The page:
Tire Selection for 6x4 vs. 6x2 Power Units - Tire Review Magazine

Tire Selection for 6×4 vs. 6×2 Power Units

Tire selection is about to become more complex. Commercial truck tires have evolved to be axle specific, and in nearly all Class 4 to 8 applications, have become service condition-specific. The three major service distinctions are city pick-up and delivery, mixed service (on-/off-road) and high-speed line haul. In this last and most cost competitive service condition, some sophisticated axle-specific tires already exist and are successfully used.
Steer axle tires now incorporate solid shoulder ribs, often accompanied by decoupling grooves, time-tested siping in larger blocks of tread rubber and careful tuning of tread pressure distribution in the loaded footprint area. This is all to resist irregular wear and extend take-off mileages. Side scuffing, mostly resulting from cornering forces required to turn the truck, is a main cause of wear for line haul steers. This explains why steer tires of tandem axle tractors wear faster than those on single drive axle units and why left side steers normally wear faster than right side tires. Also, steer tires are typically loaded to a higher percentage of their rated load capacity compared to dual positions. Most new line haul steer tires have tread depths in the 18/32-in. to 22/32-in. range.
Drive tires have evolved differently, mostly because of rear axle suspension and engine torque level changes. Modern high speed drive tires have abandoned lugs, or open shoulders, in favor of solid shoulders to become more compatible with softer riding and lower damping level suspensions and specifically to avoid heel/toe wear. This allows higher take-off mileages without rotation or other productivity-robbing maintenance procedures. All line haul drives must now accommodate higher torque levels characteristic of modern diesels, which require less gear shifting and more consistent speed without downshifts. This enhances fuel economy by allowing the engine to operate more in the “sweet spot” of its fuel map, but subjects the tires to torque levels previously found only in deep geared on-/off-road applications. Tangential (line of travel) scuffing is a major wear cause of drive tires as a result of driving and braking torque transfer. Remember, tire wear and casing longevity are much more closely related to torque than to horsepower output. Most modern drive tires have tread depths in the 26/32-in. to 30/32-in. range.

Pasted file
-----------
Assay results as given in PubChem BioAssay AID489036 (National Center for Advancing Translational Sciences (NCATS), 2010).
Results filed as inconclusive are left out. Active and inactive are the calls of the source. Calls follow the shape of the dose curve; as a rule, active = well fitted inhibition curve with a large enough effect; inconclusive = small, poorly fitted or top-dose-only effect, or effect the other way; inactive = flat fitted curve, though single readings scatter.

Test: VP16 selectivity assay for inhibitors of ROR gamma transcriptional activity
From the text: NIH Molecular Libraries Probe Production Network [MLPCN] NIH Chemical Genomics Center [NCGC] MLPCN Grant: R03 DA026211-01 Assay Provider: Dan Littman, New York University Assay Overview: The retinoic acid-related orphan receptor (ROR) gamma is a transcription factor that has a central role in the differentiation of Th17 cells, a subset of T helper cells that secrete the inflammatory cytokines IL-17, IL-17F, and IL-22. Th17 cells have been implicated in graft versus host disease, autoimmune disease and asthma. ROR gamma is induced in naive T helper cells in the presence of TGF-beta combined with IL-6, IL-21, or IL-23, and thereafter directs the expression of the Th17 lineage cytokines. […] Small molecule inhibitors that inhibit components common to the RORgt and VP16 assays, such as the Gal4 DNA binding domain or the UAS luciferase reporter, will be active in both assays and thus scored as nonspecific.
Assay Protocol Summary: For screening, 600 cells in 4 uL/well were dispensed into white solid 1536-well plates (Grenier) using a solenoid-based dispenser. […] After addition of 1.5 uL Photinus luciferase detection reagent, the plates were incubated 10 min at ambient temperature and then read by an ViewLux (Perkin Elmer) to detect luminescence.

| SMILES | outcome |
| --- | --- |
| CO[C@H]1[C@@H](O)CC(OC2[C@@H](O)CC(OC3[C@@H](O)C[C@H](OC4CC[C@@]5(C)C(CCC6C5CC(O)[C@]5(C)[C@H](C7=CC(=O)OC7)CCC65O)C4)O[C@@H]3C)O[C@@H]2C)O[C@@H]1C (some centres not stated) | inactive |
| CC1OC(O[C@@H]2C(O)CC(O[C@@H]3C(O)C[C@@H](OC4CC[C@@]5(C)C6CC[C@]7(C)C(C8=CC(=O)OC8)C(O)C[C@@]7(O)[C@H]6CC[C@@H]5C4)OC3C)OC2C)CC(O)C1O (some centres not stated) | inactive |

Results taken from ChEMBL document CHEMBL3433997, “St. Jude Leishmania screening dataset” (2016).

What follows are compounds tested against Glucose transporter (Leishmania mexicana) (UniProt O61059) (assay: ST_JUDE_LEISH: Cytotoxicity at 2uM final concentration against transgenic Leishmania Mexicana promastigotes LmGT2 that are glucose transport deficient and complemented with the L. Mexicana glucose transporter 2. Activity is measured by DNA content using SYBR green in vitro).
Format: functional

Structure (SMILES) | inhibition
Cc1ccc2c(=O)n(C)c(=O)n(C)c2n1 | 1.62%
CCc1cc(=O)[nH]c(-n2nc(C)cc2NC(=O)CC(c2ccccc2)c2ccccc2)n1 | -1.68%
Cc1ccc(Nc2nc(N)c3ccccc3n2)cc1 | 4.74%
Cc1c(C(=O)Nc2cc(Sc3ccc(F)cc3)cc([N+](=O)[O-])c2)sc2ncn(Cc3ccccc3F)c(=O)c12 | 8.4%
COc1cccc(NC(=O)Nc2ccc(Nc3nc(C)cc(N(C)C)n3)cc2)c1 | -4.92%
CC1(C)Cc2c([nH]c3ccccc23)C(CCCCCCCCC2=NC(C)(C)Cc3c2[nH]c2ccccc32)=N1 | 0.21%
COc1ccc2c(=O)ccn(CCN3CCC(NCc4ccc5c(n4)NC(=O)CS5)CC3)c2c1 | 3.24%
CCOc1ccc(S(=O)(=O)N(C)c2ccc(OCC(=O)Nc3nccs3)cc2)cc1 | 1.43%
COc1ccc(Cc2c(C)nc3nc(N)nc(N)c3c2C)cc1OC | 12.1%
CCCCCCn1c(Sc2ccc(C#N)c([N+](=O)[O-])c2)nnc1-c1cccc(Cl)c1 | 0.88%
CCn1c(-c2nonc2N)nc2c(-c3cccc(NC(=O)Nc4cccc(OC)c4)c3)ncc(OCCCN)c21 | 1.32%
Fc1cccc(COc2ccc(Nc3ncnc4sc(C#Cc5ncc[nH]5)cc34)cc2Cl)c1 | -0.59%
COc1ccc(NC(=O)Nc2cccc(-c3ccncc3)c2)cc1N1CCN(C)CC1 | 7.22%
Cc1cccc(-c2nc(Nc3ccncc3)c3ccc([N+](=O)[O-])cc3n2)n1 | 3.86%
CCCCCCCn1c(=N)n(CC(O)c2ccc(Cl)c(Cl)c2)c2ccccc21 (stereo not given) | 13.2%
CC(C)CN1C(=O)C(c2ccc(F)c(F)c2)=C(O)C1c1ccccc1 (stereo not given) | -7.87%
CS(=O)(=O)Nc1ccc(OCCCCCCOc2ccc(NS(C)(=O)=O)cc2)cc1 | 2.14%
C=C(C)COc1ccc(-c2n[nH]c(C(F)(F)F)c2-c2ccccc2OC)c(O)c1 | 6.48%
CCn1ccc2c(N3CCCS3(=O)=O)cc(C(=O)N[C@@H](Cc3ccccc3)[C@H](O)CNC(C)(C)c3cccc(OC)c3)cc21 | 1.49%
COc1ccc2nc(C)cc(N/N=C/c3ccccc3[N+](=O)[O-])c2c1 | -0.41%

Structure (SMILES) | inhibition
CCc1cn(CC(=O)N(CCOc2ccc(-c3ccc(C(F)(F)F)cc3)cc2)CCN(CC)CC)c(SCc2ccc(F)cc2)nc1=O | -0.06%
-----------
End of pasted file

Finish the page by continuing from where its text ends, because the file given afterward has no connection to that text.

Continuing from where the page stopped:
Trailer tires are unique since they have very shallow tread depth, typically in the 12/32-in. to 15/32-in. range, to offer maximum resistance to irregular wear and to deliver the lowest possible rolling resistance for fuel economy. Remember that there typically is a greater difference in rolling resistance between new and worn stages of any specific tire than among most major brands of comparable axle designs. While they are required to transfer some braking torque, trailer tires are not subjected to driving torque, nor do they generate significant cornering force required to change vehicle direction. So, they wear slowly and are more susceptible to irregular wear than other axle positions.
Say you have chosen the optimum tires for each axle of a typical 18-wheel (or 10-wheel, if you have converted to wide singles) rig that match the service conditions and vehicle configuration. What tires might perform best in a single drive configuration with a non-driven tag axle? A premium casing, shallow tread trailer design might seem logical, but will likely wear rapidly and risk a CSA citation due to the side scuffing from turning. An example would be a combination line haul and delivery service. Alternatively, steer axle tires are usually more expensive to purchase, will likely develop premature irregular wear and may tear shoulder ribs/decoupling grooves from excessive side forces in tag axle service.
One answer may be a non-line haul steer tire designed for city P&D service. This complicates tire inventory by adding a fourth tire choice and may complicate retreading if a different brand is chosen. Another alternative would be to select a steer tire that may perform with a more robust non-decoupling groove tread, which could be rotated to the tag at 50% to 60% wear. If wide singles are in your plans, an aggressive rotation program that applies all new drive tires to the driving axle and 50% to 60% worn drives to the tag may work well.
Be aware that the single drive tandem configuration will likely present different tire challenges. Seek counsel from tire industry field engineers and peers who have successfully made this conversion.

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